“The Trump doctrine I think speaks to some of the challenges that NATO has faced in recent years,” said Kiron K. Skinner, director of the Office of Policy Planning and senior policy adviser to Secretary of State Mike Pompeo.

    Skinner said the US approach to NATO aims to preserve sovereignty of the nation state and focus on equitable burden sharing — “core aspects of NATO that will strengthen, not weaken, NATO.” 


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  • Special Edition: Reverse Brexit, Save Britain!

    Perhaps the best one can hope for this coming week in the United Kingdom, in light of a slightly extended Brexit deadline to April 12, is something akin to a failed suicide. As is sometimes the case after narrowly escaped tragedy, the potential victim draws meaning from the exhilaration of unexpected survival.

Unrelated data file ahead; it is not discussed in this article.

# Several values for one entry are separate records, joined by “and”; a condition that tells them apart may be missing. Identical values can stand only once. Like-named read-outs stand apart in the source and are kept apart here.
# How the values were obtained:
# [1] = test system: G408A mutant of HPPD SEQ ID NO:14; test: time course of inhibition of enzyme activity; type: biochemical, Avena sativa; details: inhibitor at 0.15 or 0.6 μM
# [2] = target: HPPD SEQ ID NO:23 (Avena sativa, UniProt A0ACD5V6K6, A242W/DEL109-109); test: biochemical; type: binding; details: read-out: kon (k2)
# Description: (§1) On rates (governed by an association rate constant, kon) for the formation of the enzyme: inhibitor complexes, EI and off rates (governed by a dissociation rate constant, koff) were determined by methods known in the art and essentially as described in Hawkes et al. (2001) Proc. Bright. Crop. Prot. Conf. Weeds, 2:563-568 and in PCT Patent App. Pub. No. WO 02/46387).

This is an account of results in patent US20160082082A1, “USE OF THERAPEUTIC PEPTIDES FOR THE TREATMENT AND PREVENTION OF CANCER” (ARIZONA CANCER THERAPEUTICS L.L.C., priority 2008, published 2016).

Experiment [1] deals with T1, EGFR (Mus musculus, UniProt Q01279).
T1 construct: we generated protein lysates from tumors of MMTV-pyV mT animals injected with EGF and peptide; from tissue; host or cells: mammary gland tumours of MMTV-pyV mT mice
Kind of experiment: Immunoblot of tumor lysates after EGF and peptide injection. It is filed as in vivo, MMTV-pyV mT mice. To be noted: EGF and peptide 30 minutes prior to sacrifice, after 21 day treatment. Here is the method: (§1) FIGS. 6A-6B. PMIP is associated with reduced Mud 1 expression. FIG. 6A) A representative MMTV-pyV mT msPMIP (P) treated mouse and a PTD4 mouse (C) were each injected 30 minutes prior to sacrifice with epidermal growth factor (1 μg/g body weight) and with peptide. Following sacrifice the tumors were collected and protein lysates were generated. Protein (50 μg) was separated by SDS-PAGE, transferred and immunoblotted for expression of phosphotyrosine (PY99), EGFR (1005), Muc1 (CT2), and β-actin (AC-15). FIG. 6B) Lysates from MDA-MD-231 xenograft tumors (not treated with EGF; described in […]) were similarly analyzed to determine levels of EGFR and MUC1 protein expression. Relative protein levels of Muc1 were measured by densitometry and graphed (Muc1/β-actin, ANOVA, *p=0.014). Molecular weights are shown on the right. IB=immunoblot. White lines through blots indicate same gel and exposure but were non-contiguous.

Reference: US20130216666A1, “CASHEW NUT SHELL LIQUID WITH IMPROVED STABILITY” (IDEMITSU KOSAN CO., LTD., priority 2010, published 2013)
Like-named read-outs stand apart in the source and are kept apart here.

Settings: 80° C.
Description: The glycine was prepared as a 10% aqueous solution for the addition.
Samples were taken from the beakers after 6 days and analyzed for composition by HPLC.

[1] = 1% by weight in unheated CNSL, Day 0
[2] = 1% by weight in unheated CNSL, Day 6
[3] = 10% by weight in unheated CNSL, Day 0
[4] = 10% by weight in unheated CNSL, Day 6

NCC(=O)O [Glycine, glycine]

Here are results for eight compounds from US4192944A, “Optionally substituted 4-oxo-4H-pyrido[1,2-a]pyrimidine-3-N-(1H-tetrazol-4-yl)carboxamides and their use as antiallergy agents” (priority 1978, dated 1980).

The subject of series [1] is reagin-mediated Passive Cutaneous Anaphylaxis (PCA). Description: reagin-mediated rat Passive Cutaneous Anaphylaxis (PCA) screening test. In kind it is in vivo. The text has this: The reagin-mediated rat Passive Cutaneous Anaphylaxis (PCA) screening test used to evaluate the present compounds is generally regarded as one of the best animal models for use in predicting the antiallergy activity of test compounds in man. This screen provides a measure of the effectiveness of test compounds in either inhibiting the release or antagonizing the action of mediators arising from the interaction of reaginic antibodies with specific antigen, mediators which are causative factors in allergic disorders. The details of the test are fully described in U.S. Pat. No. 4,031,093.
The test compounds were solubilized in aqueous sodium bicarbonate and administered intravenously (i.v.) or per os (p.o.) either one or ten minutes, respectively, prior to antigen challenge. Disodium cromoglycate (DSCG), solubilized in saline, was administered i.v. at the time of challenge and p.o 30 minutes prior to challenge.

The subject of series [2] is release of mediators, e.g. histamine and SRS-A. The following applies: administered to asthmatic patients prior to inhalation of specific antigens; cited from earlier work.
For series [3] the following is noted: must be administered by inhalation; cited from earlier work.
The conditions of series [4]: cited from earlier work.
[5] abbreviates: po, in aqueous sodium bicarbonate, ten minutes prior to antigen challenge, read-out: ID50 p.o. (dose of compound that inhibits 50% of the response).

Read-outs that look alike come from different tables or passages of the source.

Perhaps, by some miracle in the coming days, wiser heads in the UK government and parliament can construct a longer Brexit extension for a year or more that would allow a period of national reflection, resulting possibly in a new general election or even a second referendum, a so-called "people's vote," on whether to leave the European Union under now-known terms.

    Perhaps, British legislators will see this reexamination as the only alternative, having soundly rejected Prime Minister Theresa May's Brexit plan twice – an agreement the EU has insisted it won't renegotiate. They voted as well against the only other outcome on offer: a hard, no-deal Brexit with all its devastating economic consequences.